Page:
Under the surface of the book we seem to have a story surrounding how society and culture affect people's mindsets and freedoms. Bedlam's Catholic Church spoke out against Madder Red, but at the same time was controlling a killer army of altar boys. A rash of mindless suicides seems to be the working of a cult leader bend on releasing people from society's grasp. The villains in Bedlam operate outside of societal norms and forces readers to think about the implications. Do we feel bad for the people who have been murdered, or are the true victims those still alive who are under the thumb of society's masters? We are left to wonder if Madder Red is Fillmore's true self, or is his newfound identity who he is meant to be. This may be reading too far into things, but his name is Fillmore Press (fill more press) and he is no longer in the business of making headlines and creating the chaos that reinforces people's need for social order.


The artwork in Bedlam is just as interesting as the story. Rossmo uses a variety of techniques to show shading and texture. Many of these elements are often seen blended together on a single page. We will see one character shaded with Ben-Day dots while another is scribble-shaded. The walls and buildings in the book are often textured with different patterns of splotches and splatters. Many of the panels also use a checkerboard pattern for shading. This really gives the Bedlam the gritty feels the story deserves.

I was very sad to find out that this book was on hiatus. I wanted a plethora of volumes to read. The character of Fillmore Press is one of the most interesting protagonists I have had the pleasure of learning about. I found Bedlam to be similar to other favorites of mine such as Nailbiter and The Black Monday Murders. Even though the story was left unresolved, the first two arcs offer a very fun ride. Bedlam is an exercise in the journey being just as good as the destination.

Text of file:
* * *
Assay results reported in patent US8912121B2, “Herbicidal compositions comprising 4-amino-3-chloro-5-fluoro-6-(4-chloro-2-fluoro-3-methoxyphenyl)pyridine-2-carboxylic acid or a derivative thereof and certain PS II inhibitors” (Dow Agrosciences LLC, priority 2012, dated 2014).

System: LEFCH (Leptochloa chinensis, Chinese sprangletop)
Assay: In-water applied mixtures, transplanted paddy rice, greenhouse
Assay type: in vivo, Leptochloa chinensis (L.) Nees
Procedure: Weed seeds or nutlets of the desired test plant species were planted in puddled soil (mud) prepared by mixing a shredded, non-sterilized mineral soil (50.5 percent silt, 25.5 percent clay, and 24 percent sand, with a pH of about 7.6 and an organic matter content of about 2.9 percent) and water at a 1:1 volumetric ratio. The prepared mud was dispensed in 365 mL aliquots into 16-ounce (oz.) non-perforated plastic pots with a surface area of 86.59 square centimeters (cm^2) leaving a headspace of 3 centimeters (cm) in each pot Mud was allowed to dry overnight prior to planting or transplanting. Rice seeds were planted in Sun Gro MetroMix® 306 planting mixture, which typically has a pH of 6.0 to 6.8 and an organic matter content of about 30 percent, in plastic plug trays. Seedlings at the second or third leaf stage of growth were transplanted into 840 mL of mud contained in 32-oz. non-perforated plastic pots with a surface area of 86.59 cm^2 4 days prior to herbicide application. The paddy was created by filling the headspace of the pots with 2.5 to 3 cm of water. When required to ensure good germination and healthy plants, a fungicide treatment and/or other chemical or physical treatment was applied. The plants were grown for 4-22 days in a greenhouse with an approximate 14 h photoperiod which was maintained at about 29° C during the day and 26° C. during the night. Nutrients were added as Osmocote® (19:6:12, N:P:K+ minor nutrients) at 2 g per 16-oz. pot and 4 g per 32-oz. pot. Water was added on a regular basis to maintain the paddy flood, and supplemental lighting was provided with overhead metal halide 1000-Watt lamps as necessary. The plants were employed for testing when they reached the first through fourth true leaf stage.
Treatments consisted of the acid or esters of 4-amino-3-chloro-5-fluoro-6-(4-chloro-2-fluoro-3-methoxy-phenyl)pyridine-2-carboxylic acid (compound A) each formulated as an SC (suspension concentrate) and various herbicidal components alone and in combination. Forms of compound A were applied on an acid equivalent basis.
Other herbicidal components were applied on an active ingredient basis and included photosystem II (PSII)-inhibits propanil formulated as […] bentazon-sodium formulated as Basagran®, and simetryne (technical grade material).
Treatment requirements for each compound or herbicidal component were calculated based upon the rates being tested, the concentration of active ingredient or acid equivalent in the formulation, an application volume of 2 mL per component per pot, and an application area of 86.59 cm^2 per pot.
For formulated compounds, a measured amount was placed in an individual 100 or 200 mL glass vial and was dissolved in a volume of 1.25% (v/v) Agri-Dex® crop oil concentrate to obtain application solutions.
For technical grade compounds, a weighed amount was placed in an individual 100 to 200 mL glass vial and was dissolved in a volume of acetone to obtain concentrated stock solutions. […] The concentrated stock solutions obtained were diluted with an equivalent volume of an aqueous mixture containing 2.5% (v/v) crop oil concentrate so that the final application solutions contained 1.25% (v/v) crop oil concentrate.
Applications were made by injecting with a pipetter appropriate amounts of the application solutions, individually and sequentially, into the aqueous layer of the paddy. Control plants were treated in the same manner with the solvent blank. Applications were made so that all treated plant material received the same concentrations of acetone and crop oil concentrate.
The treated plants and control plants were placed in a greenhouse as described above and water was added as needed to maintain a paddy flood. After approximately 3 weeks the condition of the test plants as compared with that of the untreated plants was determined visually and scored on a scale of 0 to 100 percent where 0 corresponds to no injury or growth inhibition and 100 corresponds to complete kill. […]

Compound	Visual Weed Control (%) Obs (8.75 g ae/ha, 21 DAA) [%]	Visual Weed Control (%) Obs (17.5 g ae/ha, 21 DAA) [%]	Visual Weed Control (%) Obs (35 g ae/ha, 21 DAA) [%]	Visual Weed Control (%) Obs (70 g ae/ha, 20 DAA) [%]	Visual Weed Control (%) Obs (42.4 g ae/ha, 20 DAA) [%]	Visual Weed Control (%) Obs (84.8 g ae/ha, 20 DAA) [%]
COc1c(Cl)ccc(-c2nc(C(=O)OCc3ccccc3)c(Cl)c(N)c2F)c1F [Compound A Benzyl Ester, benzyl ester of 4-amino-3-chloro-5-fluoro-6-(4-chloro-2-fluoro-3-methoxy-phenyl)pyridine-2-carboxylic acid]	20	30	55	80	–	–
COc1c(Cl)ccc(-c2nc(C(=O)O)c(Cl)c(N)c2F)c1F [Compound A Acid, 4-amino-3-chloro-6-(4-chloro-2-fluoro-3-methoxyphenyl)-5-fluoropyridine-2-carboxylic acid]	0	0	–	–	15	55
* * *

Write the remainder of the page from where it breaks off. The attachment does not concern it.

FTLI #47- Phone Calls, Heists, Vampires

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Written by, Jessi Eichberger
Drawn by, Chechula
Find out more about The Author's Apprentice
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Collected & drawn by, Matthew Houston
Read Phone Book here


















Written by, Miles Gunter 
Drawn by, Kelsey Shannon 
Published by, Image Comics



















Written & drawn by, Peter Faecke
Published by, Hidden Fortress Press



















Written by, Pat Shand
Drawn by, Manuel Preitano


















Written by, Jon Westhoff & Harry Moyer
Drawn by, Harry Moyer
Published by, King Bone Press


















Written & drawn by, Leda Zawacki
Published by, Tinto Press


















Check out the Comixology for a complete contributer list
Published by, Iron Circus Comics












Comic releases on January 10th, 2018


FTLI #46- Video Games, Catboys, Desire


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Writer: Michael Tanner
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Writer/Artist: Ben Passmore
Publisher: Silver Sprocket
Buy Goodbye










Artist: Jack McGowan
Publisher: Ten Speed Press










Writer/Artist: Carolyn Nowak
Publisher: Silver Sprocket









Writer: Dave Baker (main story), Rose Knight
Artist: Nicole Goux (main story), Tori Gonzales, Erika SjuleAndrea Bell






Writer/Artist: Benji Nate
Publisher: Silver Sprocket
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Writer/Artist: Nicole J. Georges
Publisher: Mariner
Buy Fetch











Comic Releases: January 3rd, 2018